After marching past both the headquarters of the Virginia Department of Environmental Quality and Dominion Power, the protesters returned to Capitol Square. They branched off into two groups at the fork in the sidewalk leading to the steps of the Capitol.

Encouraged by the crowd, more than 110 protesters ascended and stood on the Capitol steps, with their banners and signs. They continued to shout until the time for the march permit ran out at 3 p.m.

Evan Hoffman, a Richmond native, shared his reason for staying on the stairs until the permit time expired.

“I am on the stairs because I care deeply about the river. It has nourished us in many different ways, and we’re just being irresponsible with our future. It’s mind-blowing,” Hoffman said. “I’m here to offer my support and show that there are many people who want alternatives for the environment. With enough people power, we can hopefully make it right.”

By 3:30, more than 40 police officers assembled on the Capitol steps or around the Capitol building, ready to take action against the handful of protesters who remained. The police gave the demonstrators a five-minute warning.

The demonstrators on the Capitol steps linked arms and waited until the warning was up. Police officers un-linked the protesters one by one and removed them from the steps. They were led around the side of the Capitol, where all of them signed a summons to appear before a local court for trespassing.

In all, eight people were arrested, including this reporter, who was on the Capitol steps interviewing demonstrators.

Before the arrests, during the march through downtown Richmond, speakers from several organizations talked about a variety of topics. Camille Spencer, of the Virginian Student Environmental Coalition, used a bullhorn to discuss the connection between climate change and colonialism.

“Climate change is economic injustice, it’s colonialism. Right now, our government values profit from the fossil fuel industry over human life,” Spencer said. She cited as an example “what we’re experiencing right now with them (Dominion) trying to dump coal ash in rivers and lakes.”

Dennis Williams, the mobile market manager at Shalom Farms, said environmental destruction and racism are linked.

“The constellations of oppression in our society depend on the ethics of domination and neglect passed down through the generations from land-owning whites of the 15th century to today’s corporation owners and politicians whose power grows from social inequality and environmental degradation,” Williams said.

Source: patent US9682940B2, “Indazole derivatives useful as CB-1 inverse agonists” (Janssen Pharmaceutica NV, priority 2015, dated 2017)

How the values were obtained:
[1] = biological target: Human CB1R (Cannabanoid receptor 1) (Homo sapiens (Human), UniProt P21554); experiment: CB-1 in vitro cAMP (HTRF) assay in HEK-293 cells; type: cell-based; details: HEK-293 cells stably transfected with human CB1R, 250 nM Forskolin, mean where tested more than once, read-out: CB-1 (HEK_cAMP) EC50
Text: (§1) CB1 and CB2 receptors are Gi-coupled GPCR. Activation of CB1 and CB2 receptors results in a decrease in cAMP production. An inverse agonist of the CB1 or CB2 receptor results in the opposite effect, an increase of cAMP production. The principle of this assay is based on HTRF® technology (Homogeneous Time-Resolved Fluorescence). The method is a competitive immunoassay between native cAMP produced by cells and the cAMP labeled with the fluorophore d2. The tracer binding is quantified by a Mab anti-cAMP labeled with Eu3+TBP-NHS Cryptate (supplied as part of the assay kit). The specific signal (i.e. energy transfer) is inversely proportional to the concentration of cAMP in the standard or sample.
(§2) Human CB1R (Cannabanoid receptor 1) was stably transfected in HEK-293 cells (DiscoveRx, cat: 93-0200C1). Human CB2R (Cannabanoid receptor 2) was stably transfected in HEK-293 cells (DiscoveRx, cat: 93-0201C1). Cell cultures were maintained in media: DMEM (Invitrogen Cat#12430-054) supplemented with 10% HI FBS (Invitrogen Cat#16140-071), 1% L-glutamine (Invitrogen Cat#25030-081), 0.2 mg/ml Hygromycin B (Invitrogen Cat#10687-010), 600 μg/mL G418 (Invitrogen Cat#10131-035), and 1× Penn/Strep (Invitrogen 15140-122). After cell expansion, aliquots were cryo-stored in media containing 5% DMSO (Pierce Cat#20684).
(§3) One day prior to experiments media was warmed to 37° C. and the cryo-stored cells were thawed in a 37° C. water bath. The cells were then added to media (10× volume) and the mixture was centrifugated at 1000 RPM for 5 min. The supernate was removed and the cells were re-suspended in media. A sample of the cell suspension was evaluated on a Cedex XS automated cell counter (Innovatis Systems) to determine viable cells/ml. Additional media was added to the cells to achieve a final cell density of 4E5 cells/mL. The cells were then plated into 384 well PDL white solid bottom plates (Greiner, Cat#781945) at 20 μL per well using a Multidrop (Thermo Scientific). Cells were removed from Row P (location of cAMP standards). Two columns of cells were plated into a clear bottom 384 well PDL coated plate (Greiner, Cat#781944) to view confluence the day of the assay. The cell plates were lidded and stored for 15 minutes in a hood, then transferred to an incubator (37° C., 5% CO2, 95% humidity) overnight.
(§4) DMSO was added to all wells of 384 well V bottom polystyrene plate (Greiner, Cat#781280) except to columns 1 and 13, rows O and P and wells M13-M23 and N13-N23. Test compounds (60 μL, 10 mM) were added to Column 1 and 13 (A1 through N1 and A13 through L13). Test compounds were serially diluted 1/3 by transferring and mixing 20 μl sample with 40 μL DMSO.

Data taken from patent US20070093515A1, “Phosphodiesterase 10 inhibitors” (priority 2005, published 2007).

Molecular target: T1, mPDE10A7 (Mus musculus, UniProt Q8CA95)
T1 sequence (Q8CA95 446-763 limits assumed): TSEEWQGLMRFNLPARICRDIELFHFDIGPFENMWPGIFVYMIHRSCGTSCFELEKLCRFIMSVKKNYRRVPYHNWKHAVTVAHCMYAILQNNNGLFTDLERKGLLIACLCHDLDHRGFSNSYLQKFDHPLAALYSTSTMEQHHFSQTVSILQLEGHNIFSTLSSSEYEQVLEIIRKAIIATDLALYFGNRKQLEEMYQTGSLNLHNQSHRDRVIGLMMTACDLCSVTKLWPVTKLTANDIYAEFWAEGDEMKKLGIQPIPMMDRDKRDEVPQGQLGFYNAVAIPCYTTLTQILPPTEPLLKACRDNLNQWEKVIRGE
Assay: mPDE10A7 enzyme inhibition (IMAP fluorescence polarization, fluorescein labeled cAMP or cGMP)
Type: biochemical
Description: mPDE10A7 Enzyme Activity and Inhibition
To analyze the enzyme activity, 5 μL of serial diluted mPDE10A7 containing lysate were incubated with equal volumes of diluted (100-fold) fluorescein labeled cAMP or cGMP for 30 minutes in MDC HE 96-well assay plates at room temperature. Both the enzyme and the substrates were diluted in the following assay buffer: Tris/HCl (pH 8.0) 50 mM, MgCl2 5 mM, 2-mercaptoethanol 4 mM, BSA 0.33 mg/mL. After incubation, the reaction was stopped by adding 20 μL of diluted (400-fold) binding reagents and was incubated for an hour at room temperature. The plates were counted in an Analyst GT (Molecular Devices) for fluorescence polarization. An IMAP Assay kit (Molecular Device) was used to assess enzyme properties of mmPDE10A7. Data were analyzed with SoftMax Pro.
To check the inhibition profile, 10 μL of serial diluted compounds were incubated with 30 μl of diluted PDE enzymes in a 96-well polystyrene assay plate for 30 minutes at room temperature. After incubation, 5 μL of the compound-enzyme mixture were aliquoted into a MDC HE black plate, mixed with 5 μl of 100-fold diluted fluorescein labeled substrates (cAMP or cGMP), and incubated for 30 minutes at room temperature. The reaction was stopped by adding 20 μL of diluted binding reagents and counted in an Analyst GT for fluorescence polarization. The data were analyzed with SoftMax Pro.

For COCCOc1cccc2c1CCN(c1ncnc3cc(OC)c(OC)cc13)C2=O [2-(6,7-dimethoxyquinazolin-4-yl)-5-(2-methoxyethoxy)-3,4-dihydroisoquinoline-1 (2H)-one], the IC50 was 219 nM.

“Today, we stand in that tradition. We are holding corporations and governments accountable for the segregation of communities and of environment. We will shine light on the accumulated cause and the embedded destruction of greed and capitalism, the inhalation of coal dust and the drinking of lead water is on their tab.”

Drew Gallagher, field organizer for the Chesapeake Climate Action Network, shared his thoughts on Dominion before the march began.

“When I think of Dominion, I think of a company that’s really good at two things,” Gallagher said. “I think of a company that’s really good at finding anything and everything they can to stick their name on – including ironically, a festival designed to celebrate life on a river which they want to dump hundreds of millions of gallons of toxic coal ash into. I also think of a company that’s really good at giving money to politicians – the No. 1 campaign contributor to everyone that works in the General Assembly Building.”

Representatives for Dominion said that there has been misinformation about the coal ash issue.

“No coal ash will be released into Virginia’s waterways. In fact, our plan is designed to safeguard against that,” said Janell Hancock, senior communications specialist and media relations for Dominion Virginia Power.

“The Virginia State Water Control Board in January approved strict permits regulating the discharge of water from the Possum Point and Bremo ponds. The de-watering of these impoundments is a key part of the closure process. The water will be thoroughly processed in treatment facilities to make sure it meets or surpasses all permit requirements and protects human health and the environment.”

Hancock added: “We are committed to keeping the public informed about this important project, including regularly posting information about the plan on our website at The project will be transparent – the public will have access to the results of the water quality tests and can see for themselves that the water meets the permit requirements and will protect human health and the environment.”

David Botkins, director of media relations and communications for Dominion Virginia Power, said environmentalists have distorted the company’s actions to alarm the public and raise money.